Skip to Content

Get a FREE assessment of your rental property. Start here!

Get a FREE assessment of your rental property. Start here!

4 Landlord/Tenant Laws You Need to Know

Landlord-Tenant Lawbook Next to an Eviction Notice“Ignorance of the law excuses not.” This is a legal maxim that means that if one violates the law, they must pay the penalties regardless of whether or not they knew of that law. That means, as a Redondo Beach property owner, it is crucial to understand the laws that govern rental homes in your district. Landlord-tenant law details the rights and obligations that both landlords and tenants have relative to a rental property. While some aspects of landlord/tenant law vary from state to state, there are other parts of the law that all property owners – and tenants – would do well to remember.

Landlord/tenant law usually rests on the strength of your lease agreement. Lease agreements are binding contracts that should outline the relationship between the landlord and their tenant. A good lease agreement should have detailed information about the responsibilities of both parties as well as language that protects their rights.

Even so, any lease agreement must also follow state and federal tenant/landlord law. Every so often, Redondo Beach property owners might include sections of a lease agreement that violate those laws. Such as discriminating against a tenant based on gender, religion, race, or disability — this is illegal. Such discrimination violates the Federal Fair Housing Act, which protects individuals in certain classes from being denied housing. Needless to say, the statements in the lease agreement that go against the law will not be considered valid.

While different important laws govern the landlord-tenant relationship, don’t forget to keep a note of the ones that regulate security deposits. In most cases, tenants will need to pay a security deposit before moving in. Make sure to double-check the amount being asked because these deposits could be limited under your state law. Landlord/tenant laws also dictate how security deposits are to be returned, including how soon the refund must be issued after a tenant moves out.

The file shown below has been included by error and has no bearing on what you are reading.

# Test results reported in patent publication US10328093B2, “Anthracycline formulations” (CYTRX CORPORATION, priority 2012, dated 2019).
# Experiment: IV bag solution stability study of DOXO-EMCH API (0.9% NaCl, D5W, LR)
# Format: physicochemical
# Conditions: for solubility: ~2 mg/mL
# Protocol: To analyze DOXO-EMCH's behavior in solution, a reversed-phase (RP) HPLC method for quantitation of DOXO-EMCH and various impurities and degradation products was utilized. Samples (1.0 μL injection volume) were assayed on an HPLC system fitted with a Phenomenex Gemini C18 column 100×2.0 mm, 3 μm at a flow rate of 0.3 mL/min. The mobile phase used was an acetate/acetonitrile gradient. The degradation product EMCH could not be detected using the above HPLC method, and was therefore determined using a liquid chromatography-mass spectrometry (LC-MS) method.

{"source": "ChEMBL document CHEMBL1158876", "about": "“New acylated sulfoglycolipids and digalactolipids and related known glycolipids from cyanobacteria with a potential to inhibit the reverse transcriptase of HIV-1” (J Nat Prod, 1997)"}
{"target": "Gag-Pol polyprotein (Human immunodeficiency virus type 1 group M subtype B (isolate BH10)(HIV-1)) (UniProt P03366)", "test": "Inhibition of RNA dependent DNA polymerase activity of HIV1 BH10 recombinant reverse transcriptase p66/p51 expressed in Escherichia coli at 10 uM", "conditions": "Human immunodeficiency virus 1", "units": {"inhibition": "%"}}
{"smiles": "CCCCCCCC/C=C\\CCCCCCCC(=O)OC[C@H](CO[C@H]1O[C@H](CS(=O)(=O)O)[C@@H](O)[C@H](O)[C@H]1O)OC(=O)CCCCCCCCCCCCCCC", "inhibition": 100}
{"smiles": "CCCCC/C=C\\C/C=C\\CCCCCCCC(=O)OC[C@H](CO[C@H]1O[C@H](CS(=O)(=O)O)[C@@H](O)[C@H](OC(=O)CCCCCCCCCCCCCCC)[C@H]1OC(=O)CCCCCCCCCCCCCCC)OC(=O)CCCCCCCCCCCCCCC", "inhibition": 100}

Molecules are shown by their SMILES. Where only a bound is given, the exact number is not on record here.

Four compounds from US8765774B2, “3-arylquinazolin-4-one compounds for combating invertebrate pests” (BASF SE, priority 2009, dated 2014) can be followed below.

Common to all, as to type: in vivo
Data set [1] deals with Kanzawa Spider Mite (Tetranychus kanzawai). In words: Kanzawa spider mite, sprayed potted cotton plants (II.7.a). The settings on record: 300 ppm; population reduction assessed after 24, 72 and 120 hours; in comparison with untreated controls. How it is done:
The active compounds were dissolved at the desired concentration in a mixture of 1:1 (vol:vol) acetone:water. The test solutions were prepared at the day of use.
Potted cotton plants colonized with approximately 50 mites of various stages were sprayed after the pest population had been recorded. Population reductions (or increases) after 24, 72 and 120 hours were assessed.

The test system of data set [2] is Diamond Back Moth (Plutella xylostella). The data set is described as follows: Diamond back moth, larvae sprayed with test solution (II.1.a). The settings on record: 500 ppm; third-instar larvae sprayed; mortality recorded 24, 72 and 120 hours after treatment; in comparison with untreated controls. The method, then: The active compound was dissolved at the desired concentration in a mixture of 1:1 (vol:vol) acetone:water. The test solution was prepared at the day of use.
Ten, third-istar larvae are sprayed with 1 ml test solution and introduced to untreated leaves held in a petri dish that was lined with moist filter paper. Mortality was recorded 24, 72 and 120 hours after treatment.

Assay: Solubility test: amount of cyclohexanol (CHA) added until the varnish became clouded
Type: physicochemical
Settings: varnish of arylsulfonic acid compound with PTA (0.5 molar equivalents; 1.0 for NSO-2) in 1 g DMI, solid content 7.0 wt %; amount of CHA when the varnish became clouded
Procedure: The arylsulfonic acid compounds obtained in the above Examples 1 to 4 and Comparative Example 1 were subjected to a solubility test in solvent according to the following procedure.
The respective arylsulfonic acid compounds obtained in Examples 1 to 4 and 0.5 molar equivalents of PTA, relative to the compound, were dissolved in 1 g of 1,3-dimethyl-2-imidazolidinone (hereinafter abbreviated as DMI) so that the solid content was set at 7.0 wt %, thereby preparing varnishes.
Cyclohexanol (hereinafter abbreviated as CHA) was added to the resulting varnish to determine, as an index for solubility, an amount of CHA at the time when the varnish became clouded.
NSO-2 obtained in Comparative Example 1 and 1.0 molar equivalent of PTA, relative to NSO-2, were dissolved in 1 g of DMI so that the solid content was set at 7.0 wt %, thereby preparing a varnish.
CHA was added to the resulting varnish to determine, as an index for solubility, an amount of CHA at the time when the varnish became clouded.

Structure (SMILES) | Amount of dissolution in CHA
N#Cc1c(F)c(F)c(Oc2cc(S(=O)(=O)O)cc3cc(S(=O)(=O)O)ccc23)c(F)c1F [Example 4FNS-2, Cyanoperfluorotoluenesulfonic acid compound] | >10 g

For instance, the law states that all security deposits must be returned to a tenant when they move out, minus any documented deductions for repairs or cleaning costs. Deposits can be a bit tricky at times. While it is true that some deductions are allowed, it is also true that it’s illegal for a landlord to deduct the cost of regular maintenance or normal wear and tear.

In many states, landlords have a maximum of 30 days to return a tenant’s security deposit. Exceeding this timeframe could have serious consequences for any landlord, so it’s essential to be aware of any time limits included in your state or local laws.

Tenant/landlord law also often includes protections for both tenant rights and landlord rights. Most state laws state that tenants have the right to quiet enjoyment, a livable condition, and a certain level of privacy. One setback to these rights is that landlords have responsibilities to fulfill and, at the same time, their property maintenance and oversight should not violate these rights.

Without a doubt, the law also ensures that landlords can protect their rights. State laws often protect a landlord’s right to require a monthly rental payment as well as other payments as specified in the lease (utility bills, for instance). The law also protects a landlord’s ability to evict tenants for nonpayment or other legal causes. However, frequently a very specific process must be followed to ensure that a tenant’s rights are not violated during an eviction.

By remembering key aspects of landlord/tenant law, you can confirm that your rental properties and policies are in compliance. Operating within the law can help you avoid expensive and unnecessary lawsuits and keep your rental properties profitable for years to come.

At Real Property Management California Coast, our team of expert Redondo Beach property managers is here to handle the legal requirements for you. Our staff is trained and well versed in landlord/tenant law, equal housing, fair housing, and more. We are more than willing to go over our property management plans with you. Pick up that phone and call us at 310-535-2150, or contact us online.

We are pledged to the letter and spirit of U.S. policy for the achievement of equal housing opportunity throughout the Nation. See Equal Housing Opportunity Statement for more information.